{¶22} Ladson testified that on April 10, 2015, after she received a "cease and desist order" from MHAS, she withdrew $1, 227 from the bank account she used to manage E.H.'s funds and delivered a cashier's check in that amount to the SSA along with an uncashed SSI check payable to her as E.H.'s payee in the amount of $501. A balance of $.81 remained in the account. Ladson testified that she did not give E.H. a final accounting of his funds because he left suddenly, without a forwarding address, in late May or early June 2015, and that neither E.H. nor his case manager ever requested an accounting of his funds. Ladson testified that she located E.H., in January 2016, at Lutheran Hospital[7] but that when she went back to speak with him a couple of days later, he was gone. As of the date of the hearing, Ladson still possessed $.81 of E.H.'s funds in the bank account she had set up to manage his funds.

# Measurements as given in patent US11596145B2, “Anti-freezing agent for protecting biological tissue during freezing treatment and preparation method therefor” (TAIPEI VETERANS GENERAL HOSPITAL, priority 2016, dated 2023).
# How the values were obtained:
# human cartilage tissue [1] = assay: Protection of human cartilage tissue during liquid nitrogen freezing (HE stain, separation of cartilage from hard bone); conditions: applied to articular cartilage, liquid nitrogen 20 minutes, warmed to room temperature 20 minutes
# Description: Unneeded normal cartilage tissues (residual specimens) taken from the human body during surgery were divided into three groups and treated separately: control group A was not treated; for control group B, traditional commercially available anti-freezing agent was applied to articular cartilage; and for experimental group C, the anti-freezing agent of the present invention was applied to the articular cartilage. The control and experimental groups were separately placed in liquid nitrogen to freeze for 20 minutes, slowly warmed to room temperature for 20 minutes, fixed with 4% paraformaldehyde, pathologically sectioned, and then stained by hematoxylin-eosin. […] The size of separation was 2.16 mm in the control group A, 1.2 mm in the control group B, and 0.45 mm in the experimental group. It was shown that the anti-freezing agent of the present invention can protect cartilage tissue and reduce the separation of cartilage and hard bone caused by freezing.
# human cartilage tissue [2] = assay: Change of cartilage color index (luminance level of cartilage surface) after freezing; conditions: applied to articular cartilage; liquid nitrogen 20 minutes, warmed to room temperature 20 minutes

{¶23} On March 29, 2016, the hearing examiner issued his report and recommendation. He recommended that the ACF licenses for Eloc Cole I and Eloc Cole II be revoked and that the renewal application for The Farmington be denied. Specifically, the hearing examiner found that Ladson, without written authorization to manage J.C.'s funds, had withdrawn $2, 000 from his bank account in violation of Ohio Adm.Code 5122-33-12(A)(3) and (5) and Ohio Adm.Code 5122-33-16(B)(2) and (4) and had exploited J.C. in violation of Ohio Adm.Code 5122-33-23(B)(15). He further found that Ladson had improperly charged C.B. additional monthly fees for cable, newspapers and transportation in violation of Ohio Adm.Code 5122-33-16(B)(2) and (4), had improperly become E.H.'s SSI payee without any documentation showing that E.H. had requested her to manage his funds in violation of Ohio Adm. Code 5122-33-16(B)(4) and failed to provide a final accounting to E.H. in violation of Ohio Adm. Code 5122-33-21(C)(3). The hearing examiner held that although none of Ladson's misconduct involved The Farmington, the findings involving the other ACFs she owned and operated justified the denial of The Farmington's license renewal under Ohio Adm. Code 5122-33-03(F)(2).